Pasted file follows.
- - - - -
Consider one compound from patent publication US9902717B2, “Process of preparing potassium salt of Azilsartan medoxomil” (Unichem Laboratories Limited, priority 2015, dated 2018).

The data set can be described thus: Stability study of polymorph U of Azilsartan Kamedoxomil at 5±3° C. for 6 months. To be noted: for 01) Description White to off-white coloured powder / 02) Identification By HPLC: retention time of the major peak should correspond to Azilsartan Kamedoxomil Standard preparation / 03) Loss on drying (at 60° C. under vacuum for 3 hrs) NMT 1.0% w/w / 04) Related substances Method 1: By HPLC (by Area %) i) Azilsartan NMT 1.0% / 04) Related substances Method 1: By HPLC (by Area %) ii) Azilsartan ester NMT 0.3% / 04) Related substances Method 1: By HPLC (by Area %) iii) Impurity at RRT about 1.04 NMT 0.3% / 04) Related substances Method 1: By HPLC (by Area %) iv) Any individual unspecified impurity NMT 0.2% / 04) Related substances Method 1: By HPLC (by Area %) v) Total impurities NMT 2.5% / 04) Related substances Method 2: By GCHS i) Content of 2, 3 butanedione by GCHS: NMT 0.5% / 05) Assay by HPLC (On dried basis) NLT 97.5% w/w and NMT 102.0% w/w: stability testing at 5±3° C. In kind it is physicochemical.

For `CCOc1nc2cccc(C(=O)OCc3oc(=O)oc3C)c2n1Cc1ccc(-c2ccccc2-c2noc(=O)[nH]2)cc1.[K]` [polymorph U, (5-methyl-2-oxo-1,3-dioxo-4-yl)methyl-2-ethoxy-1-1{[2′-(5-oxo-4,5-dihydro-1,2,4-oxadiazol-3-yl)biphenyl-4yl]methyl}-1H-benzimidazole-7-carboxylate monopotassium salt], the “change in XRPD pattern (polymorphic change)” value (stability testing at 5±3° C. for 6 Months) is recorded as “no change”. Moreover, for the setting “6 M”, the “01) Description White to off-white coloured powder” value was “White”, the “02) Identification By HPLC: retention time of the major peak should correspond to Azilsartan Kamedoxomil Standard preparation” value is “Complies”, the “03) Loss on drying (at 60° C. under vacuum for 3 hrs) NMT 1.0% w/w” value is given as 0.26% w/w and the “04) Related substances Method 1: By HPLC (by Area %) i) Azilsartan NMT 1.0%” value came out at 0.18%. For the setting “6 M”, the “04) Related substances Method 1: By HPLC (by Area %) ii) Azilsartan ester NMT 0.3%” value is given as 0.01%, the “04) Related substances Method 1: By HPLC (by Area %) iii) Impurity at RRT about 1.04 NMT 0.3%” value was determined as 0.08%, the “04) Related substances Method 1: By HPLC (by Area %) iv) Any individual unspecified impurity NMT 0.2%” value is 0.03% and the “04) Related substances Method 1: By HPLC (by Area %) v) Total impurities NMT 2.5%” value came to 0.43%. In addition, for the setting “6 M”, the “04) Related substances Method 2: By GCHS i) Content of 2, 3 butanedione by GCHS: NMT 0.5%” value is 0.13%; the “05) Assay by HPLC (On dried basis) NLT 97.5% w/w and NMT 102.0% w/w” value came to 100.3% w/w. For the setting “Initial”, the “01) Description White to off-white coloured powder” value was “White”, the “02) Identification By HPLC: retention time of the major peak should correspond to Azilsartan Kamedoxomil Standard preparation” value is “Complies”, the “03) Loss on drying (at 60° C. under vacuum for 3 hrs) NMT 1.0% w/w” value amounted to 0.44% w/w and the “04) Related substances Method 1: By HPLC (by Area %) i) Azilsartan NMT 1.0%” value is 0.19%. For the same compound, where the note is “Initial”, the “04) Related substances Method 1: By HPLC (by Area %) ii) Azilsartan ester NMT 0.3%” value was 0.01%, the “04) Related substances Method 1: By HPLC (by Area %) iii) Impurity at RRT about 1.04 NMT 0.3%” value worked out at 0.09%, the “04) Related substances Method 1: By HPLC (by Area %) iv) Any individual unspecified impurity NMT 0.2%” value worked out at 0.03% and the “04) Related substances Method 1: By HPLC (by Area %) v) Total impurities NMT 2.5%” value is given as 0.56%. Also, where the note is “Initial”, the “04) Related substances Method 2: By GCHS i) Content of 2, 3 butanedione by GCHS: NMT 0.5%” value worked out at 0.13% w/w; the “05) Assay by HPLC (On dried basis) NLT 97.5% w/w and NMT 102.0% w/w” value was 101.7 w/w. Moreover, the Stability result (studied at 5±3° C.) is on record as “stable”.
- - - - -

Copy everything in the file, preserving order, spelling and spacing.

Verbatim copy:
Consider one compound from patent publication US9902717B2, “Process of preparing potassium salt of Azilsartan medoxomil” (Unichem Laboratories Limited, priority 2015, dated 2018).

The data set can be described thus: Stability study of polymorph U of Azilsartan Kamedoxomil at 5±3° C. for 6 months. To be noted: for 01) Description White to off-white coloured powder / 02) Identification By HPLC: retention time of the major peak should correspond to Azilsartan Kamedoxomil Standard preparation / 03) Loss on drying (at 60° C. under vacuum for 3 hrs) NMT 1.0% w/w / 04) Related substances Method 1: By HPLC (by Area %) i) Azilsartan NMT 1.0% / 04) Related substances Method 1: By HPLC (by Area %) ii) Azilsartan ester NMT 0.3% / 04) Related substances Method 1: By HPLC (by Area %) iii) Impurity at RRT about 1.04 NMT 0.3% / 04) Related substances Method 1: By HPLC (by Area %) iv) Any individual unspecified impurity NMT 0.2% / 04) Related substances Method 1: By HPLC (by Area %) v) Total impurities NMT 2.5% / 04) Related substances Method 2: By GCHS i) Content of 2, 3 butanedione by GCHS: NMT 0.5% / 05) Assay by HPLC (On dried basis) NLT 97.5% w/w and NMT 102.0% w/w: stability testing at 5±3° C. In kind it is physicochemical.

For `CCOc1nc2cccc(C(=O)OCc3oc(=O)oc3C)c2n1Cc1ccc(-c2ccccc2-c2noc(=O)[nH]2)cc1.[K]` [polymorph U, (5-methyl-2-oxo-1,3-dioxo-4-yl)methyl-2-ethoxy-1-1{[2′-(5-oxo-4,5-dihydro-1,2,4-oxadiazol-3-yl)biphenyl-4yl]methyl}-1H-benzimidazole-7-carboxylate monopotassium salt], the “change in XRPD pattern (polymorphic change)” value (stability testing at 5±3° C. for 6 Months) is recorded as “no change”. Moreover, for the setting “6 M”, the “01) Description White to off-white coloured powder” value was “White”, the “02) Identification By HPLC: retention time of the major peak should correspond to Azilsartan Kamedoxomil Standard preparation” value is “Complies”, the “03) Loss on drying (at 60° C. under vacuum for 3 hrs) NMT 1.0% w/w” value is given as 0.26% w/w and the “04) Related substances Method 1: By HPLC (by Area %) i) Azilsartan NMT 1.0%” value came out at 0.18%. For the setting “6 M”, the “04) Related substances Method 1: By HPLC (by Area %) ii) Azilsartan ester NMT 0.3%” value is given as 0.01%, the “04) Related substances Method 1: By HPLC (by Area %) iii) Impurity at RRT about 1.04 NMT 0.3%” value was determined as 0.08%, the “04) Related substances Method 1: By HPLC (by Area %) iv) Any individual unspecified impurity NMT 0.2%” value is 0.03% and the “04) Related substances Method 1: By HPLC (by Area %) v) Total impurities NMT 2.5%” value came to 0.43%. In addition, for the setting “6 M”, the “04) Related substances Method 2: By GCHS i) Content of 2, 3 butanedione by GCHS: NMT 0.5%” value is 0.13%; the “05) Assay by HPLC (On dried basis) NLT 97.5% w/w and NMT 102.0% w/w” value came to 100.3% w/w. For the setting “Initial”, the “01) Description White to off-white coloured powder” value was “White”, the “02) Identification By HPLC: retention time of the major peak should correspond to Azilsartan Kamedoxomil Standard preparation” value is “Complies”, the “03) Loss on drying (at 60° C. under vacuum for 3 hrs) NMT 1.0% w/w” value amounted to 0.44% w/w and the “04) Related substances Method 1: By HPLC (by Area %) i) Azilsartan NMT 1.0%” value is 0.19%. For the same compound, where the note is “Initial”, the “04) Related substances Method 1: By HPLC (by Area %) ii) Azilsartan ester NMT 0.3%” value was 0.01%, the “04) Related substances Method 1: By HPLC (by Area %) iii) Impurity at RRT about 1.04 NMT 0.3%” value worked out at 0.09%, the “04) Related substances Method 1: By HPLC (by Area %) iv) Any individual unspecified impurity NMT 0.2%” value worked out at 0.03% and the “04) Related substances Method 1: By HPLC (by Area %) v) Total impurities NMT 2.5%” value is given as 0.56%. Also, where the note is “Initial”, the “04) Related substances Method 2: By GCHS i) Content of 2, 3 butanedione by GCHS: NMT 0.5%” value worked out at 0.13% w/w; the “05) Assay by HPLC (On dried basis) NLT 97.5% w/w and NMT 102.0% w/w” value was 101.7 w/w. Moreover, the Stability result (studied at 5±3° C.) is on record as “stable”.